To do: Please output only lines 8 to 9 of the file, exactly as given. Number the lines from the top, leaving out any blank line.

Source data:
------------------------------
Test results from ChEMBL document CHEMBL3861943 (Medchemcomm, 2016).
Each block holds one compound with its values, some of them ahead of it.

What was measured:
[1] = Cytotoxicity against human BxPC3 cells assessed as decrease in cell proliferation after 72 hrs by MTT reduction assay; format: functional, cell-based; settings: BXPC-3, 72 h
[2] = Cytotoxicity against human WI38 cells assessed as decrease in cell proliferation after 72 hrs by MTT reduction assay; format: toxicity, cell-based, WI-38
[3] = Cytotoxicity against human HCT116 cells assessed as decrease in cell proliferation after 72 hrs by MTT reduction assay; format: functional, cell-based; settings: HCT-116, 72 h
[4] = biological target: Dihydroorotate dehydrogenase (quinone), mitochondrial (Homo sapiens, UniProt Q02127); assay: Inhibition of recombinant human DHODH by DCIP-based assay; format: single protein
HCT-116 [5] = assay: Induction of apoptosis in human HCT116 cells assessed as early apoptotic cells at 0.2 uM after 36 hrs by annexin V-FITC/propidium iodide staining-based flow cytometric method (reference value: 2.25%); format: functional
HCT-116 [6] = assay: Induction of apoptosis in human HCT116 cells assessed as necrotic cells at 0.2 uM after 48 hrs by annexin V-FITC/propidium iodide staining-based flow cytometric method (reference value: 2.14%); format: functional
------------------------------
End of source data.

HCT-116 [5] = assay: Induction of apoptosis in human HCT116 cells assessed as early apoptotic cells at 0.2 uM after 36 hrs by annexin V-FITC/propidium iodide staining-based flow cytometric method (reference value: 2.25%); format: functional
HCT-116 [6] = assay: Induction of apoptosis in human HCT116 cells assessed as necrotic cells at 0.2 uM after 48 hrs by annexin V-FITC/propidium iodide staining-based flow cytometric method (reference value: 2.14%); format: functional